The Tidwell Group has published a new article “Income Averaging: Handling a Double-edged Sword.” The article explores the mechanics of income averaging, potential strategic opportunities, cautionary compliance notes and more…
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The Massachusetts Department of Housing and Community Development has issued the proposed guidance on the new income averaging election for the Low Income Housing Tax Credit program. The Department will hold several information sessions on income averaging over the next month. Given the many uncertainties associated with IA, at this time DHCD will only contemplate approval of IA as the basis for threshold eligibility under Section 42(g)(1) of the Code under the circumstances set forth below.
Projects in Which Income Averaging May be Used; Timing
Use of income averaging requires DHCD consent. DHCD currently contemplates limited use of income averaging, primarily in 4% preservation projects, where income averaging may help avoid displacement of residents whose incomes would not otherwise allow them to qualify for LIHTC units. In other contexts, income averaging presents much more complex legal and policy issues, particularly in the absence of implementing Federal regulations. This is particularly true in the context of 9% credits. Accordingly, at this time, DHCD will only contemplate approval of income averaging as the basis under which a project may qualify as a “qualified low-income housing project” under Section 42(g)(1)(C) of the Act in the following circumstances:
- The project has received a commitment of tax-exempt bonds from MassHousing or MassDevelopment and has sought an allocation of federal 4% credit from DHCD under the 2018-19 (or later) Qualified Allocation Plan;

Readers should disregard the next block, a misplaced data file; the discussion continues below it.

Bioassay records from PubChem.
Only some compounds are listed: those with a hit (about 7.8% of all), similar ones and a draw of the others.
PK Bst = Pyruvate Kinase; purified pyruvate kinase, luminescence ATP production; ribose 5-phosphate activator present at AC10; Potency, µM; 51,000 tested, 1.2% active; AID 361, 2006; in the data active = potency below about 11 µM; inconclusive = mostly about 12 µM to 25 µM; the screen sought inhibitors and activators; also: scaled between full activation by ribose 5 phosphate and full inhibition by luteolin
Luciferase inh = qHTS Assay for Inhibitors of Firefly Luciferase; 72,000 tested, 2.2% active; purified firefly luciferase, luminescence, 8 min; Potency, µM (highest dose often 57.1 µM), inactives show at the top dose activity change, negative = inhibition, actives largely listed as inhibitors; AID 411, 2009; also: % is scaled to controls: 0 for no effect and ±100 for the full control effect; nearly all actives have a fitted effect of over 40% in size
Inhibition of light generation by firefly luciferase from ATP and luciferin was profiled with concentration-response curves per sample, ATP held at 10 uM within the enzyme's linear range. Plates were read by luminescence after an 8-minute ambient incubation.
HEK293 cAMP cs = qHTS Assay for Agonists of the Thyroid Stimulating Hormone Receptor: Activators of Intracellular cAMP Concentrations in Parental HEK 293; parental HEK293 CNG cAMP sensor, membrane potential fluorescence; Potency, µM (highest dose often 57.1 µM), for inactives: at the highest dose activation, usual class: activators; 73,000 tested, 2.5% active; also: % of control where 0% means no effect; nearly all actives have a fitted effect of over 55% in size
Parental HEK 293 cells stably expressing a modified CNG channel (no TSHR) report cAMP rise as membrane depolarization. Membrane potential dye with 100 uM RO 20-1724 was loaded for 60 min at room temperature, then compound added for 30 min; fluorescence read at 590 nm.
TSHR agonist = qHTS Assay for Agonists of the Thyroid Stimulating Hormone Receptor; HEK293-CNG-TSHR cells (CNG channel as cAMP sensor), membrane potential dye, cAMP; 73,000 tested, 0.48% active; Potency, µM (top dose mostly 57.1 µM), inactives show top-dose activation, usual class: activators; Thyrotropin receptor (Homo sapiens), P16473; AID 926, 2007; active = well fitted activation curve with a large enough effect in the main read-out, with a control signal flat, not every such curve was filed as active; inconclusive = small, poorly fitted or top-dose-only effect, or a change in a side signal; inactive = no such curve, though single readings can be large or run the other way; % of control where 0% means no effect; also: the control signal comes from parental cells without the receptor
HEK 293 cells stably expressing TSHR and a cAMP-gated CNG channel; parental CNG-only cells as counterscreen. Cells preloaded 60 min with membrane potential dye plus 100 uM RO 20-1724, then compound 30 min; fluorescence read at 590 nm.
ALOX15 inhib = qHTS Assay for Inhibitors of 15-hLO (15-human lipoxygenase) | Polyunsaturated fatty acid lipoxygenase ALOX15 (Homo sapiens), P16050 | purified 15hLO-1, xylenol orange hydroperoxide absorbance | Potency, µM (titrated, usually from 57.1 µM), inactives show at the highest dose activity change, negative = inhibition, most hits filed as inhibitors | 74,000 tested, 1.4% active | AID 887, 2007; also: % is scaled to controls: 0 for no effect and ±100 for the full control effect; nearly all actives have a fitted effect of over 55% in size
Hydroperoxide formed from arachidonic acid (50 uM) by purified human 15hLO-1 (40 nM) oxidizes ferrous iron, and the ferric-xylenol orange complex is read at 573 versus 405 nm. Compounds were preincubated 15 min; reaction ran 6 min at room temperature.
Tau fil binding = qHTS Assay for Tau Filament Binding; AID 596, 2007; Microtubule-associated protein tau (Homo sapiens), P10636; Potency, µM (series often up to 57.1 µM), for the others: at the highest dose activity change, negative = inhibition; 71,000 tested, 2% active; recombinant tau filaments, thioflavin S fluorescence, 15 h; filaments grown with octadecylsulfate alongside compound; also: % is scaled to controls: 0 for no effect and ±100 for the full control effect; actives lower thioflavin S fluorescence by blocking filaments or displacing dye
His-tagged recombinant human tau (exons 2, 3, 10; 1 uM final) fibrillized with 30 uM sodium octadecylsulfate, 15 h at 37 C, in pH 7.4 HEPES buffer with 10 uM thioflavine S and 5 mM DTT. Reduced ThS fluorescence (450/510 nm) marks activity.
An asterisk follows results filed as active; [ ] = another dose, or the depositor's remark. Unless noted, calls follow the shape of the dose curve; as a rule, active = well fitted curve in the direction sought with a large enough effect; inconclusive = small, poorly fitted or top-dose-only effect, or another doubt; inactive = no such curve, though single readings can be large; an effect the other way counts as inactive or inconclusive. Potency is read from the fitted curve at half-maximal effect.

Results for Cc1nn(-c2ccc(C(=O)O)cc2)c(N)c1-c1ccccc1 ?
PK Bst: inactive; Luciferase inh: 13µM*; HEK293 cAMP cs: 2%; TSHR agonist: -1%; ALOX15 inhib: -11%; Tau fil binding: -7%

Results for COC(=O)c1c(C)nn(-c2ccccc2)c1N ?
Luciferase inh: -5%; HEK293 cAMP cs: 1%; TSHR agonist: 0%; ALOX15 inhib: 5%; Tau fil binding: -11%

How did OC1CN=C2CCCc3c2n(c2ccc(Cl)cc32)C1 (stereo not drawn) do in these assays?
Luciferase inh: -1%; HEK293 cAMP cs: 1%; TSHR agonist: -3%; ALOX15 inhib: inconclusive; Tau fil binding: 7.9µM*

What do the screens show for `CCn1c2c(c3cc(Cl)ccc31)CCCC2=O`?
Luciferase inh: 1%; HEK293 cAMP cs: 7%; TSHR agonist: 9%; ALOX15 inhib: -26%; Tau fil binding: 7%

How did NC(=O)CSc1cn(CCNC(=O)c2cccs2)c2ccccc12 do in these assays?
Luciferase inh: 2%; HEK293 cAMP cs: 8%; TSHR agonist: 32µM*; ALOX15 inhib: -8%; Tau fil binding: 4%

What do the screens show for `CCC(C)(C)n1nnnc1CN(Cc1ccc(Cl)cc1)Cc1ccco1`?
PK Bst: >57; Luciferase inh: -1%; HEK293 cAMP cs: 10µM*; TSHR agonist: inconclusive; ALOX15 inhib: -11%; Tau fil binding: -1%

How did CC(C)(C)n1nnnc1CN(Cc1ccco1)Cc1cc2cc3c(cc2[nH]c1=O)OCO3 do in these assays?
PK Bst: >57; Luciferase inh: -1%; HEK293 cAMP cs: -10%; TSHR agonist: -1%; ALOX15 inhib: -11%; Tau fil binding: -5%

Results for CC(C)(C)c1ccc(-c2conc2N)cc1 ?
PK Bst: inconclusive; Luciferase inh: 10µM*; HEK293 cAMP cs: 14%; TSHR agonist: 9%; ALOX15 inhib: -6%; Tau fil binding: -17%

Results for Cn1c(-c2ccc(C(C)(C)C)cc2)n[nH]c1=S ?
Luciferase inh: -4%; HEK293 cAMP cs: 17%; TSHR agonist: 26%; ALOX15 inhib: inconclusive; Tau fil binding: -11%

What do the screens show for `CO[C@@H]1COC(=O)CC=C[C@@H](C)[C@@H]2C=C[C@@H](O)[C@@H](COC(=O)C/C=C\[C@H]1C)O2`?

- The project is either:
a. A preservation project where income averaging will help avoid displacement of existing tenants while maximizing use of federal LIHTC, or
b. A preservation or production project with a workforce housing tier, where there is a material difference between market rents and restricted rents at the 80% AMI level and where the applicant can demonstrate that income averaging is essential to project feasibility;
- The project has not yet received its 42(m) tax credit eligibility determination letter;
- The project has not yet made a minimum set-aside election on Form 8609 as to the threshold
eligibility test applicable to the project under Section 42(g)(1) of the Code;
- The project has not yet been placed in service; and
- The project does not involve a resyndication of a property previously developed or preserved using LIHTC that is subject to an existing extended use agreement (EUA), if the proposed IA would conflict with the existing EUA minimum set-aside requirements. In general, a resyndication application will only qualify if:
a. The project has completed its extended use period, or
b. Fewer than 100% of the units in the project were LIHTC units and only the non-LIHTC units are proposed to be designated as over-60% AMI units.
DHCD will continue to evaluate the appropriateness of applying IA in other contexts, including projects with 9% credits; however, such projects are not eligible to utilize IA at this time. Projects will also have to meet all federal threshold requirements (these are summarized in the guidance) as well as the following additional threshold requirements as set out by DHCD:
- DHCD will allow up to four of the following AMI designations to be selected at a property utilizing IA: 30%, 50%, 60% and 80%.
- Consistent with the QAP, a property must reserve at least ten percent of its total units for persons or families earning no more than 30% of AMI. Accordingly, each property seeking to utilize IA must at least satisfy the QAP requirements for ELI units.